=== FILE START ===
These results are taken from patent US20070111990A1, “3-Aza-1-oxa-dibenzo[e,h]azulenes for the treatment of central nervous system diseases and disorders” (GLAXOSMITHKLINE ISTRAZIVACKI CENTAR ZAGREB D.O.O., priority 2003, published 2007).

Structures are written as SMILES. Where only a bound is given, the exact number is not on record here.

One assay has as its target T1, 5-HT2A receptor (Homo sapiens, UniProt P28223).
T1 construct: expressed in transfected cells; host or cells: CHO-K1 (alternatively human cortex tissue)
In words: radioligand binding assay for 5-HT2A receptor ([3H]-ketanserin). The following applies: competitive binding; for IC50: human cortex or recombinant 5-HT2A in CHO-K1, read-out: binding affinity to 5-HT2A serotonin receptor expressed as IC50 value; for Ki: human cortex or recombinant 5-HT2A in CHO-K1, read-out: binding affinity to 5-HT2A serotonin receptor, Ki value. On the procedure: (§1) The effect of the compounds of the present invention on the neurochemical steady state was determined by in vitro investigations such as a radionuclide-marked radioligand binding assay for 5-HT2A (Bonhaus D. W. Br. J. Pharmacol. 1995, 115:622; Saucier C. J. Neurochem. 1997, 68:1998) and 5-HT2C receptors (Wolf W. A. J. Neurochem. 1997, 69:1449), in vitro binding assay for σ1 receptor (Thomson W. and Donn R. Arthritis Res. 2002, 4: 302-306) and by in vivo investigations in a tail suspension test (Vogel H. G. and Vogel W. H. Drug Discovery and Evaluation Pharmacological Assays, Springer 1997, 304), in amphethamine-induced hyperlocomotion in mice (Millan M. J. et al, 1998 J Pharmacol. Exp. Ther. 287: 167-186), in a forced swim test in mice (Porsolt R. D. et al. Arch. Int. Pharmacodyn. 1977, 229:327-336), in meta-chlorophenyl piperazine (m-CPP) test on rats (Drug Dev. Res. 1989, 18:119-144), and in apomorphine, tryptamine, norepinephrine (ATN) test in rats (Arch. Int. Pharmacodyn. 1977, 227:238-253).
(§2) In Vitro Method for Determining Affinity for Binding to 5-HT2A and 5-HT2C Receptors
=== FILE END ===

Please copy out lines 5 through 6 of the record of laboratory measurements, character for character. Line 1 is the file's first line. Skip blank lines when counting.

In words: radioligand binding assay for 5-HT2A receptor ([3H]-ketanserin). The following applies: competitive binding; for IC50: human cortex or recombinant 5-HT2A in CHO-K1, read-out: binding affinity to 5-HT2A serotonin receptor expressed as IC50 value; for Ki: human cortex or recombinant 5-HT2A in CHO-K1, read-out: binding affinity to 5-HT2A serotonin receptor, Ki value. On the procedure: (§1) The effect of the compounds of the present invention on the neurochemical steady state was determined by in vitro investigations such as a radionuclide-marked radioligand binding assay for 5-HT2A (Bonhaus D. W. Br. J. Pharmacol. 1995, 115:622; Saucier C. J. Neurochem. 1997, 68:1998) and 5-HT2C receptors (Wolf W. A. J. Neurochem. 1997, 69:1449), in vitro binding assay for σ1 receptor (Thomson W. and Donn R. Arthritis Res. 2002, 4: 302-306) and by in vivo investigations in a tail suspension test (Vogel H. G. and Vogel W. H. Drug Discovery and Evaluation Pharmacological Assays, Springer 1997, 304), in amphethamine-induced hyperlocomotion in mice (Millan M. J. et al, 1998 J Pharmacol. Exp. Ther. 287: 167-186), in a forced swim test in mice (Porsolt R. D. et al. Arch. Int. Pharmacodyn. 1977, 229:327-336), in meta-chlorophenyl piperazine (m-CPP) test on rats (Drug Dev. Res. 1989, 18:119-144), and in apomorphine, tryptamine, norepinephrine (ATN) test in rats (Arch. Int. Pharmacodyn. 1977, 227:238-253).
(§2) In Vitro Method for Determining Affinity for Binding to 5-HT2A and 5-HT2C Receptors